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  (Source: NBC)
NBC has found a new home for its TV content: Amazon.com.

It may be nearing the end of summer, but last week proved particularly heated, as media giants Apple and NBC Universal exchanged terse statements.

The dispute began when NBC Universal decided not to renew its contract to sell its TV content on iTunes.  DailyTech reported on Friday, that the two parties were parting ways, and that after the contract's expiration in December, iTunes would no longer sell NBC's TV programming, including the popular shows, "Heroes," “30 Rock” and "The Office."

NBC openly admitted that much of the dispute was over pricing, as well as NBC wanting the ability to package content together as it chose.

The split was not the first between Apple and a major media provider.  In June, the
Universal Music Group of Vivendi (UMG) announced that it would not be renewing its contract with iTunes, and would no longer sell its music on iTunes.  The move was thought to be partially instigated by Apple's slow adoption of DRM-free music technology.  UMG's artists included pop, rock, and rap acts such Akon, Rhianna and U2.

NBC was the first major television content producer to drop iTunes, though. 
ABC, CBS, FOX and The CW, along with more than 50 cable networks still provided shows with iTunes.  Further, NBC was one of iTunes' largest content providers, providing 30% of iTunes sales of TV content.

DailyTech recently chronicled the next episode in the Apple and NBC saga, with the breaking news that the conflict heating up, following the release of a statement from Apple.  Apple claimed in its statement that NBC had demanded an astronomic 150% price increase from $1.99 per episode, to $4.99 episode.  Further Apple decided to drop NBC's content early, in September, before the start of the next television season.

iTunes VP Eddy Cue is quoted by DailyTech as saying, "We are disappointed to see NBC Universal leave iTunes because we would not agree to their dramatic price increase, we hope they will change their minds and offer their TV shows to the tens of millions of iTunes customers."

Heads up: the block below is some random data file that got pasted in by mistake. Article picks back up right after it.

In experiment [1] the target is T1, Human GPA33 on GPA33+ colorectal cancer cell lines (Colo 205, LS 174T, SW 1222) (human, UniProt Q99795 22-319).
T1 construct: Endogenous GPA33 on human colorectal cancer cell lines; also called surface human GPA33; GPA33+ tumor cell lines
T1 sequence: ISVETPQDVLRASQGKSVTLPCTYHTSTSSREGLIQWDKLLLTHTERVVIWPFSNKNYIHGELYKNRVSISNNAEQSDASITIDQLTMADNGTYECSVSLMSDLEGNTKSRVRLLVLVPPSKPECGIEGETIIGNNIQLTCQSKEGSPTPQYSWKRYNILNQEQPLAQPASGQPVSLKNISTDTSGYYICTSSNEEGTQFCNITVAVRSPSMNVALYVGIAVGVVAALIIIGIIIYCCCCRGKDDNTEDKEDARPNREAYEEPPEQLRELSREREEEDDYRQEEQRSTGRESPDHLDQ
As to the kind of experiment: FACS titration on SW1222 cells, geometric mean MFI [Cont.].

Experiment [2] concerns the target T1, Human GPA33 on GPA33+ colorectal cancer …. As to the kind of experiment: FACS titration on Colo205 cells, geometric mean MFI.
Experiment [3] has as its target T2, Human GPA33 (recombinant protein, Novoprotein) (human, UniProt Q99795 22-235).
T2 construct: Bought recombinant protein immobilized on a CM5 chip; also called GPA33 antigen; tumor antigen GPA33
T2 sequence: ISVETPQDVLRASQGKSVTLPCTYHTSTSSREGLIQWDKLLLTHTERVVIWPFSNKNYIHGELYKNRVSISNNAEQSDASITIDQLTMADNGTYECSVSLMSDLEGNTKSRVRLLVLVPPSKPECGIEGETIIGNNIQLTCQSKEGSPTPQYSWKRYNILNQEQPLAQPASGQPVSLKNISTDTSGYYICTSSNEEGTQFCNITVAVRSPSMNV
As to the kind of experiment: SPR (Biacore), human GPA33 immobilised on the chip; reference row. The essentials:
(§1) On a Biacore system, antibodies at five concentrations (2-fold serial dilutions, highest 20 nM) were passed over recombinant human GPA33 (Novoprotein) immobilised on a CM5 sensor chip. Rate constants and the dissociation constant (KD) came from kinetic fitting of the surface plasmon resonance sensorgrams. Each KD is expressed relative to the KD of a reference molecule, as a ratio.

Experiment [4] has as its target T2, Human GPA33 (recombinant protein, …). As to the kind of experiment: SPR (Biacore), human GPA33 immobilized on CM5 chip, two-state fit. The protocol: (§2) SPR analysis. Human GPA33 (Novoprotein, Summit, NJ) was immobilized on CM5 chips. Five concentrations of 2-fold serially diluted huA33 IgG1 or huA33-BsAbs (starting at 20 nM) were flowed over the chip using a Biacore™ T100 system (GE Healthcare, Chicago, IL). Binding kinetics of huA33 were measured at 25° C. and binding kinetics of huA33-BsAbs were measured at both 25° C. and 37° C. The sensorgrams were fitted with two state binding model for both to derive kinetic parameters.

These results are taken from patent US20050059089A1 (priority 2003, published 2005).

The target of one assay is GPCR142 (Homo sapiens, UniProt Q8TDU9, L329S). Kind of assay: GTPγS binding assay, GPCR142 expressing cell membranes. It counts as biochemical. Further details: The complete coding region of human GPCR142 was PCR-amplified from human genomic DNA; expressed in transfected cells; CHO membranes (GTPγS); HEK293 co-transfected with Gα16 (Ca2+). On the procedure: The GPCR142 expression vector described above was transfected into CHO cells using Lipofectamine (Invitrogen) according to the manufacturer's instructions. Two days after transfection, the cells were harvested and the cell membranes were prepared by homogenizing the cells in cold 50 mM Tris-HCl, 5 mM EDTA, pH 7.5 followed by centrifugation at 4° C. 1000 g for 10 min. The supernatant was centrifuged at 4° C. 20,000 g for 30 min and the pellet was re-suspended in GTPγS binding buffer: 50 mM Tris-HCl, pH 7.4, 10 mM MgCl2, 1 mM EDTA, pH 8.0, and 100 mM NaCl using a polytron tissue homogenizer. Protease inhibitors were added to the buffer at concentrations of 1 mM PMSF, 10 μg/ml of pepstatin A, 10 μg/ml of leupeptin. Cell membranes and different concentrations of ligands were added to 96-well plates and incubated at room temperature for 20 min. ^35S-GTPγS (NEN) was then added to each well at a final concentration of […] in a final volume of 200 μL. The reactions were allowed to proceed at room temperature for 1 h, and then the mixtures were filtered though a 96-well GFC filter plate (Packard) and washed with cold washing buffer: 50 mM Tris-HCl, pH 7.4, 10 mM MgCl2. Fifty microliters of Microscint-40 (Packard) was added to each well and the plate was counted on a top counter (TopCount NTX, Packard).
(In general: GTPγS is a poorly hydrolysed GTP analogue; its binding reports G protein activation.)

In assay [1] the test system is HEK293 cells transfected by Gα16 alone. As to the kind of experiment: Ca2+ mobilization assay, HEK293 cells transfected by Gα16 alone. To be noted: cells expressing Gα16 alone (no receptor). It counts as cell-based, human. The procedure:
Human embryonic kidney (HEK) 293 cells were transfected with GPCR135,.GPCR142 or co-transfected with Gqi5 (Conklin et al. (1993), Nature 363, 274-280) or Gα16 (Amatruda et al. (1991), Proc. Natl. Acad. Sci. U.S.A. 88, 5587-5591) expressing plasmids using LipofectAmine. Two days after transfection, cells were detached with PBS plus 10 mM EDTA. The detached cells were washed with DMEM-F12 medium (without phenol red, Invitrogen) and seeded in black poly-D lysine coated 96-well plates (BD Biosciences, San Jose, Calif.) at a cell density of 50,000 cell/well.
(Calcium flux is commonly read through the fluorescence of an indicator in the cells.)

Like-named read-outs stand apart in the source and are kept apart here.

Now there is more headline news in the evolving drama between Apple and NBC, with the entry of a new player:  Amazon.com.  CNNMoney.com reports that NBC plans to sell its content through Amazon's Amazon Unbox service, in a "variety of packages". 

Pricing and terms were not disclosed, but many speculate that Amazon.com offered some of the concessions in price increases that iTunes would not.  Also, the announcement clearly indicates that Amazon is willing to provide NBC with the ability to control its show's content, something Apple would not do.  The article also states that NBC had been unhappy with Apple's failure to provide stronger anti-piracy measures.

While NBC did not specify prices for episodes under the new agreement, it did mention that there would be discounts to customers purchasing entire seasons of NBC TV shows.  Also pilot episodes will be available to download free of charge.

Fans of NBC programming can be happy to know that they will be able to download the TV shows--from someplace--though they may have to pay more for it.



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The pricing structure is very curious.
By Jimmybones on 9/5/2007 11:14:55 AM , Rating: 2
NBC has made two very intresting points to me.

There comments about the illegal materials on *all* Ipods.

The pricing structure is more interesting though. I can't see why they believe charging $4.99(if that is the price) as a good idea.

You can already stream the shows for free online and get a few episodes in the past. Paying $4.99 for a 22episode easone makes the cost $110.

There are only a few items I know of costing that much for a season. HBO and Star Trek box sets.

Why in the world would an intelligent consumer want to spend 3x the cost of the normal box set to have inferior downloaded copy.

Free internet is rampant. If your ever in a pinch stop at Star Bucks, stream the show and bam your fix is done.




By Inkjammer on 9/5/2007 1:06:40 PM , Rating: 2
Frankly, I think NBC is worried about the quality aspects of their sales. What I mean by that is you have people who will be more than willing to buy an episode or two of a new show, try it out... and then realize they hate the show. NBC is trying to prey on those people who buy one or two episodes and never return.

They'll mark up the cost of individual episodes to $4.99, but have a "bulk discount" for buying the entire season, which is the same cost as the DVD set. It's a low blow, and it forces people to spend more money up front.

It's an artificial discount meant to leech as much as they can off the individual episode buyer -vs- the season set buyer.

Me, I'd rather buy (or rent) the DVDs for cheap, then back them up as choose to. Legally, that is.


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